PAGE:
CONCLUSIONS AND CLINICAL RELEVANCE

Further investigation of the clinical efficacy of long-term MMF treatment of horses with autoimmune diseases is warranted.

Full access
in American Journal of Veterinary Research

Abstract

OBJECTIVE

To determine the safety and pharmacokinetics of various doses of plant-derived cannabidiol (CBD) versus placebo following repeated oral administration.

ANIMALS

20 healthy adult Beagles.

PROCEDURES

In a randomized, blinded, placebo-controlled trial, dogs were randomized to 5 groups balanced in body weight and sex (n = 4 dogs/group) and received a CBD (1, 2, 4, or 12 mg/kg; from cannabis extract) or placebo oil formulation PO once daily for 28 days. Outcome variables were assessed through daily health observations, veterinary examinations, CBC, and serum biochemical analysis. Blood samples were collected at various time points to estimate 24-hour pharmacokinetic profiles of CBD and selected metabolites (7-carboxy-CBD and 7-hydroxy-CBD).

RESULTS

Repeated CBD administration was well tolerated by dogs, with no clinically important changes in measured safety outcomes. Veterinary examinations revealed no clinically important abnormal findings. Adverse events were mild in severity. Relative to placebo administration, CBD administration at 12 mg/kg/d resulted in more gastrointestinal adverse events (mainly hypersalivation) and significantly higher serum alkaline phosphatase activity. Total systemic exposure to CBD increased on a dose-dependent basis following both acute (first dose) and chronic (28 days) administration. Within each CBD dose group, repeated administration increased total systemic exposure to CBD 1.6- to 3.3-fold. The 24-hour trough plasma CBD concentrations were also dose dependent, with a steady state reached following 2 weeks of administration.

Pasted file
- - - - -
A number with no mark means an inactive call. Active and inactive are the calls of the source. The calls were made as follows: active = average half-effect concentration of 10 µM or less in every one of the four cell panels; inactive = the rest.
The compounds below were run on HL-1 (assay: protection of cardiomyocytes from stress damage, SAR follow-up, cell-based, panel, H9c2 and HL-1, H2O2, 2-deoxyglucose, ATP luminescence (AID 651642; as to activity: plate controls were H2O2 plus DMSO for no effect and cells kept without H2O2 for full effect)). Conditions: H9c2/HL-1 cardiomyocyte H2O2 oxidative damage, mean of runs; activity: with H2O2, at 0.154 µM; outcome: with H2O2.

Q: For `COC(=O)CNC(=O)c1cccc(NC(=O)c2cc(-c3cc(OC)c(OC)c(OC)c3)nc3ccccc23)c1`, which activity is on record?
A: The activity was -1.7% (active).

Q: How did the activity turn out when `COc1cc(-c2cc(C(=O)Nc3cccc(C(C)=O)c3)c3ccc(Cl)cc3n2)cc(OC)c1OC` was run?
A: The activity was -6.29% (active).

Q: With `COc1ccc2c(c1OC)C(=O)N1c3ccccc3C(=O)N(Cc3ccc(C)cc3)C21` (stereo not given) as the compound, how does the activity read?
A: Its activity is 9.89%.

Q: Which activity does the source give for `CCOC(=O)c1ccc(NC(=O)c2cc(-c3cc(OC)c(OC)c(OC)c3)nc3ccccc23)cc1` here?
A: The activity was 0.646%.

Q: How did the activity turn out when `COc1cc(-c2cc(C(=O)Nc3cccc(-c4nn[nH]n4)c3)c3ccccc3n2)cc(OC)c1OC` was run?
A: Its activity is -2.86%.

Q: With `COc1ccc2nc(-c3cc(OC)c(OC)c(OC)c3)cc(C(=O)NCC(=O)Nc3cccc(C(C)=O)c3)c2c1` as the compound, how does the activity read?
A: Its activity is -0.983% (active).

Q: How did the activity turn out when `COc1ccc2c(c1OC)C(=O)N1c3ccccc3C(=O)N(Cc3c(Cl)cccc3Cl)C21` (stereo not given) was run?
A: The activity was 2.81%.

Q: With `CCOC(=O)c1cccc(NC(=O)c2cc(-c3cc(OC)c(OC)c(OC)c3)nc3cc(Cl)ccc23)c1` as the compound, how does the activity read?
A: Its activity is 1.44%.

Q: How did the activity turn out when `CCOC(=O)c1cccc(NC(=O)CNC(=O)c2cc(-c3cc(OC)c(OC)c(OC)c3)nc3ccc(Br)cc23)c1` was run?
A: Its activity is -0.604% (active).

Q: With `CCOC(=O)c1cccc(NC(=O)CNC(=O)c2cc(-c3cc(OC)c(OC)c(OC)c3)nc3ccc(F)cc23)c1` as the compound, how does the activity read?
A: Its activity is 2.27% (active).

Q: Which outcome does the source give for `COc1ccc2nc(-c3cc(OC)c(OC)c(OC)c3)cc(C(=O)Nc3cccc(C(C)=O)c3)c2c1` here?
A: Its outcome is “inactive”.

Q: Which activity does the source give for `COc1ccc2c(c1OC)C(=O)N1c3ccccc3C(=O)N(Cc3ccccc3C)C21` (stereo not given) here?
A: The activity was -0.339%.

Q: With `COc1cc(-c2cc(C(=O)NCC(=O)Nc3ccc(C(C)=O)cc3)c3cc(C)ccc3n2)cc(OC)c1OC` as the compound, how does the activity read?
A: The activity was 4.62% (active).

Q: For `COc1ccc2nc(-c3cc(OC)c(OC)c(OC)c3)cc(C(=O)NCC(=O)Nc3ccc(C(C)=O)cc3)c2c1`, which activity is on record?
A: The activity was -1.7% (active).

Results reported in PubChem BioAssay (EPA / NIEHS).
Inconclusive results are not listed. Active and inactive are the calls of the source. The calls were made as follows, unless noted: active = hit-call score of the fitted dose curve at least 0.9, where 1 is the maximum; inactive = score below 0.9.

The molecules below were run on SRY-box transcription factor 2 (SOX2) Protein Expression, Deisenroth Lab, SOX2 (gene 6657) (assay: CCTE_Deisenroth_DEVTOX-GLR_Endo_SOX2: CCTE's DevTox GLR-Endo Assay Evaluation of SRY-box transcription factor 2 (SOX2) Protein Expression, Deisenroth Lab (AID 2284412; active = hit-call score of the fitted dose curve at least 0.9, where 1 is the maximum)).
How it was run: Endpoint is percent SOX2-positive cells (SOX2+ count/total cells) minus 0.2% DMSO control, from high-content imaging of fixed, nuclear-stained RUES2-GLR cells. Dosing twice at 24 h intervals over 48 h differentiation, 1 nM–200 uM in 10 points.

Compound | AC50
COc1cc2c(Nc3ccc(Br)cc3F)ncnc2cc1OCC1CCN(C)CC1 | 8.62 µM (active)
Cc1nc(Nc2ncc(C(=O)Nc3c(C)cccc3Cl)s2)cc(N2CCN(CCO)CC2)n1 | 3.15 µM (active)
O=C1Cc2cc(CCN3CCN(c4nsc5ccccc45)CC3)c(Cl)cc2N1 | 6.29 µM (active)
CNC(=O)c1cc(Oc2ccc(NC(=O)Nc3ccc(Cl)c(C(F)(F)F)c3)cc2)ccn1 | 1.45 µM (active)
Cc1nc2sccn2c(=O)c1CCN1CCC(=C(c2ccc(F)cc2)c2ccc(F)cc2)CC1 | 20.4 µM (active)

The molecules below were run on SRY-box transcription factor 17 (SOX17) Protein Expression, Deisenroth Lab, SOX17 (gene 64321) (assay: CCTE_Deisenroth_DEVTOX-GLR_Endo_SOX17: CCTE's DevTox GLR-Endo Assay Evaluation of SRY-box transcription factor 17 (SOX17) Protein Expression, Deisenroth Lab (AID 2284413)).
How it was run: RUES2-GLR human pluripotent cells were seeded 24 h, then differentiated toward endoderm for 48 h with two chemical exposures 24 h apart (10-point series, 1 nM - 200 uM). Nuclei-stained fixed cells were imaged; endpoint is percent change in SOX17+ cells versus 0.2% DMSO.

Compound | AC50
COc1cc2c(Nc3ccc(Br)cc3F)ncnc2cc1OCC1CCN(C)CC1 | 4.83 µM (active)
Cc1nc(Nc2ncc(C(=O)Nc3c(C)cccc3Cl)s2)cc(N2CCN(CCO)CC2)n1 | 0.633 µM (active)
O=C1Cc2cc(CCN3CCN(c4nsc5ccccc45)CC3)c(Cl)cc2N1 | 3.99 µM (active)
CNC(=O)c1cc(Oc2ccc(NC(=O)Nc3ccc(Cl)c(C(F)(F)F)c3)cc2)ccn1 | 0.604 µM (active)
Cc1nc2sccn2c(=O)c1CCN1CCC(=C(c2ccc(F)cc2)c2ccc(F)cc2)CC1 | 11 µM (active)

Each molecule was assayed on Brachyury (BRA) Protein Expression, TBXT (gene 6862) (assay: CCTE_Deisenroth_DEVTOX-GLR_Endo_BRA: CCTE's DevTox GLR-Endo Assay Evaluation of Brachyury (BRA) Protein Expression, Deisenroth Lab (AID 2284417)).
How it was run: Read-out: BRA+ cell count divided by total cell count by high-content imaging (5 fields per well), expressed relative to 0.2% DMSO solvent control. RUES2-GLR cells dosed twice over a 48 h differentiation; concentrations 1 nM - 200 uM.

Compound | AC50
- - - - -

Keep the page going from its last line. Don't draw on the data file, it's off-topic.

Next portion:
CONCLUSIONS AND CLINICAL RELEVANCE

Repeated, daily oral administration of the CBD formulation led to dose-dependent increases in total systemic exposure to CBD and 24-hour trough plasma concentrations in healthy dogs. These findings could help guide dose selection.

Full access
in American Journal of Veterinary Research